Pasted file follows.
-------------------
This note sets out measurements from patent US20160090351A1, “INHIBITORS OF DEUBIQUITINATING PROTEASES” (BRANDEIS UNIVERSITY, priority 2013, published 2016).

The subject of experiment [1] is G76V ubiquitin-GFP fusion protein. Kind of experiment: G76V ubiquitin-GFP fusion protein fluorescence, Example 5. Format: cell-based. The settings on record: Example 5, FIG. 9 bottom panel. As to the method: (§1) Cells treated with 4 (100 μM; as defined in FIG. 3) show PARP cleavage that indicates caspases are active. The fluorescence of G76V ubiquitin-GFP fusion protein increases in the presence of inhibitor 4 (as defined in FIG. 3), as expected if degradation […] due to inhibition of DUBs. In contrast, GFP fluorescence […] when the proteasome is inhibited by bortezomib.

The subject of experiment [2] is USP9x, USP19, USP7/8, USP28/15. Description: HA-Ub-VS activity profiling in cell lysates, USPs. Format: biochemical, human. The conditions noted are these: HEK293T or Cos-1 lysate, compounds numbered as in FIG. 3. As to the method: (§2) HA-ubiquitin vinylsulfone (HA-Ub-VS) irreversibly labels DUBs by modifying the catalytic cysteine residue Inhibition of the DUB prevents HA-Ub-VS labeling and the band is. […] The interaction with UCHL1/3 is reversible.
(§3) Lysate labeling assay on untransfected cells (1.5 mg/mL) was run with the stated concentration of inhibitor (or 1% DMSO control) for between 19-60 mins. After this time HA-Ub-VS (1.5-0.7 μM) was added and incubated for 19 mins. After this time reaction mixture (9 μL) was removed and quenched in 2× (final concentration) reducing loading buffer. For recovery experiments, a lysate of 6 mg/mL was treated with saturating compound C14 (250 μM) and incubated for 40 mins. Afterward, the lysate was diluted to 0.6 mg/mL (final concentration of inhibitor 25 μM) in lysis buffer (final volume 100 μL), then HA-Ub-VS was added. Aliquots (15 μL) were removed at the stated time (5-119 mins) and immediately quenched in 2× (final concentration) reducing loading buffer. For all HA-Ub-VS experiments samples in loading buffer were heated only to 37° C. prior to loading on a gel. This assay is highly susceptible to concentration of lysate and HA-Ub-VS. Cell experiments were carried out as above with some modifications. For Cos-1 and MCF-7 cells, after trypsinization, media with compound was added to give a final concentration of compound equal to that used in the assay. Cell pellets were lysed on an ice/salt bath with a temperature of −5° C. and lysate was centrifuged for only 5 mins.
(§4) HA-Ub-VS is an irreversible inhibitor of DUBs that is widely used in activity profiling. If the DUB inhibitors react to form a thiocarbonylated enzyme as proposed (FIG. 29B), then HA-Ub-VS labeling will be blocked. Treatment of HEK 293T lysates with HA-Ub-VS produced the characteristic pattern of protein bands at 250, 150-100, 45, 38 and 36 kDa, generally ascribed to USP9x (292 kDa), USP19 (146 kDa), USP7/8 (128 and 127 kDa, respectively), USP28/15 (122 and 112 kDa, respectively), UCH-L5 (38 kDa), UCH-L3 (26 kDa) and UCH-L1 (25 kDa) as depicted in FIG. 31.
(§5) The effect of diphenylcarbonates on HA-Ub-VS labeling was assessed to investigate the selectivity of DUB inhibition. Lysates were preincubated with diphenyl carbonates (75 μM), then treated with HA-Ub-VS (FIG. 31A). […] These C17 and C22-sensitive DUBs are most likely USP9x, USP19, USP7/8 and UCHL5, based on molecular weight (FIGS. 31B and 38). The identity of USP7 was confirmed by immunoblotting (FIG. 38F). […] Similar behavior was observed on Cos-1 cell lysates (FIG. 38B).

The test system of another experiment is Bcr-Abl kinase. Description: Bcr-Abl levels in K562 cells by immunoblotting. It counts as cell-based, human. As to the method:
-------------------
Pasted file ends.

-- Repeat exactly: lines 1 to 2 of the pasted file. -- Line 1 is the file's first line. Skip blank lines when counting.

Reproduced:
This note sets out measurements from patent US20160090351A1, “INHIBITORS OF DEUBIQUITINATING PROTEASES” (BRANDEIS UNIVERSITY, priority 2013, published 2016).

The subject of experiment [1] is G76V ubiquitin-GFP fusion protein. Kind of experiment: G76V ubiquitin-GFP fusion protein fluorescence, Example 5. Format: cell-based. The settings on record: Example 5, FIG. 9 bottom panel. As to the method: (§1) Cells treated with 4 (100 μM; as defined in FIG. 3) show PARP cleavage that indicates caspases are active. The fluorescence of G76V ubiquitin-GFP fusion protein increases in the presence of inhibitor 4 (as defined in FIG. 3), as expected if degradation […] due to inhibition of DUBs. In contrast, GFP fluorescence […] when the proteasome is inhibited by bortezomib.